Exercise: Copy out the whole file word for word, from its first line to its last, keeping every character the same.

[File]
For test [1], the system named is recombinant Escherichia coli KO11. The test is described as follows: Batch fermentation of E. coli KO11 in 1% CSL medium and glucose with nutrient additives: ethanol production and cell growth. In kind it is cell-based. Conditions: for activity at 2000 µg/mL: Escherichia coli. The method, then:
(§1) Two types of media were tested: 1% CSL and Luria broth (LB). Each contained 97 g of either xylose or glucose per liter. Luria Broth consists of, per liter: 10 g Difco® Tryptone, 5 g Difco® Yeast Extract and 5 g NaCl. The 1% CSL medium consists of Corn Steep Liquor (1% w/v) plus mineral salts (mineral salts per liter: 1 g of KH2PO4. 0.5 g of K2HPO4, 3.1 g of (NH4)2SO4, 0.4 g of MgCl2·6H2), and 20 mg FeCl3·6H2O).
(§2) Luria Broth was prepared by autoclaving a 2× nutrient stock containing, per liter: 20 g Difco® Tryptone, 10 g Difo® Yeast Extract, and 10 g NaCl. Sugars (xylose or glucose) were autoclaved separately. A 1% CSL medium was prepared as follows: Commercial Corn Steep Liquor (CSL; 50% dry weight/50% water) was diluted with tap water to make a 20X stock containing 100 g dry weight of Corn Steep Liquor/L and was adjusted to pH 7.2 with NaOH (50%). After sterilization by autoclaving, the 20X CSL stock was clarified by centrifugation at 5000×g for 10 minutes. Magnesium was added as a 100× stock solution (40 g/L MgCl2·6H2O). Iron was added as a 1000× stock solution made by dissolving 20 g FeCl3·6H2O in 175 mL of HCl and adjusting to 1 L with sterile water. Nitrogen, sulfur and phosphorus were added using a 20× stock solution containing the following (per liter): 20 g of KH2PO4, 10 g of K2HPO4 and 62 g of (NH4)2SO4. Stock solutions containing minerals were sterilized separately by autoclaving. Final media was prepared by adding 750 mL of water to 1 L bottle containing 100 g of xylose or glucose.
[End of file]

For test [1], the system named is recombinant Escherichia coli KO11. The test is described as follows: Batch fermentation of E. coli KO11 in 1% CSL medium and glucose with nutrient additives: ethanol production and cell growth. In kind it is cell-based. Conditions: for activity at 2000 µg/mL: Escherichia coli. The method, then:
(§1) Two types of media were tested: 1% CSL and Luria broth (LB). Each contained 97 g of either xylose or glucose per liter. Luria Broth consists of, per liter: 10 g Difco® Tryptone, 5 g Difco® Yeast Extract and 5 g NaCl. The 1% CSL medium consists of Corn Steep Liquor (1% w/v) plus mineral salts (mineral salts per liter: 1 g of KH2PO4. 0.5 g of K2HPO4, 3.1 g of (NH4)2SO4, 0.4 g of MgCl2·6H2), and 20 mg FeCl3·6H2O).
(§2) Luria Broth was prepared by autoclaving a 2× nutrient stock containing, per liter: 20 g Difco® Tryptone, 10 g Difo® Yeast Extract, and 10 g NaCl. Sugars (xylose or glucose) were autoclaved separately. A 1% CSL medium was prepared as follows: Commercial Corn Steep Liquor (CSL; 50% dry weight/50% water) was diluted with tap water to make a 20X stock containing 100 g dry weight of Corn Steep Liquor/L and was adjusted to pH 7.2 with NaOH (50%). After sterilization by autoclaving, the 20X CSL stock was clarified by centrifugation at 5000×g for 10 minutes. Magnesium was added as a 100× stock solution (40 g/L MgCl2·6H2O). Iron was added as a 1000× stock solution made by dissolving 20 g FeCl3·6H2O in 175 mL of HCl and adjusting to 1 L with sterile water. Nitrogen, sulfur and phosphorus were added using a 20× stock solution containing the following (per liter): 20 g of KH2PO4, 10 g of K2HPO4 and 62 g of (NH4)2SO4. Stock solutions containing minerals were sterilized separately by autoclaving. Final media was prepared by adding 750 mL of water to 1 L bottle containing 100 g of xylose or glucose.